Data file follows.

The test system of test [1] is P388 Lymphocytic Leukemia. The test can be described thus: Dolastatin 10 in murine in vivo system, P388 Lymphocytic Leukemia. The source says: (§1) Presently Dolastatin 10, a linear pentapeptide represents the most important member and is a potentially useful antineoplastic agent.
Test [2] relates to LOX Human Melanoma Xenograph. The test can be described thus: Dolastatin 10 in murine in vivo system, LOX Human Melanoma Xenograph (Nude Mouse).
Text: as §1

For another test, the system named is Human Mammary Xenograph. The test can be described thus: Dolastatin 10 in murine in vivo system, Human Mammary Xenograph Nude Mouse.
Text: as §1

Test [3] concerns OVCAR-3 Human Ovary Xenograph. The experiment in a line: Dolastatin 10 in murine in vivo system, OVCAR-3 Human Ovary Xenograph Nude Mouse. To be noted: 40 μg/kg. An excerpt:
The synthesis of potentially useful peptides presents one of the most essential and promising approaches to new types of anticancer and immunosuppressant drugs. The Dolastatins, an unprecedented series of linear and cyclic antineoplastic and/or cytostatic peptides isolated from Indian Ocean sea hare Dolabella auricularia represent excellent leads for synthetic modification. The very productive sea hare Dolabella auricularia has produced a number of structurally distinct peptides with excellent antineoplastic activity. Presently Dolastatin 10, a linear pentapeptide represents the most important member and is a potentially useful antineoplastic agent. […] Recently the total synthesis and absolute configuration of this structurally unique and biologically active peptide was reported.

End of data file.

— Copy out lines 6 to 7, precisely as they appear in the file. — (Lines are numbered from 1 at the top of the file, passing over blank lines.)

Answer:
Test [3] concerns OVCAR-3 Human Ovary Xenograph. The experiment in a line: Dolastatin 10 in murine in vivo system, OVCAR-3 Human Ovary Xenograph Nude Mouse. To be noted: 40 μg/kg. An excerpt:
The synthesis of potentially useful peptides presents one of the most essential and promising approaches to new types of anticancer and immunosuppressant drugs. The Dolastatins, an unprecedented series of linear and cyclic antineoplastic and/or cytostatic peptides isolated from Indian Ocean sea hare Dolabella auricularia represent excellent leads for synthetic modification. The very productive sea hare Dolabella auricularia has produced a number of structurally distinct peptides with excellent antineoplastic activity. Presently Dolastatin 10, a linear pentapeptide represents the most important member and is a potentially useful antineoplastic agent. […] Recently the total synthesis and absolute configuration of this structurally unique and biologically active peptide was reported.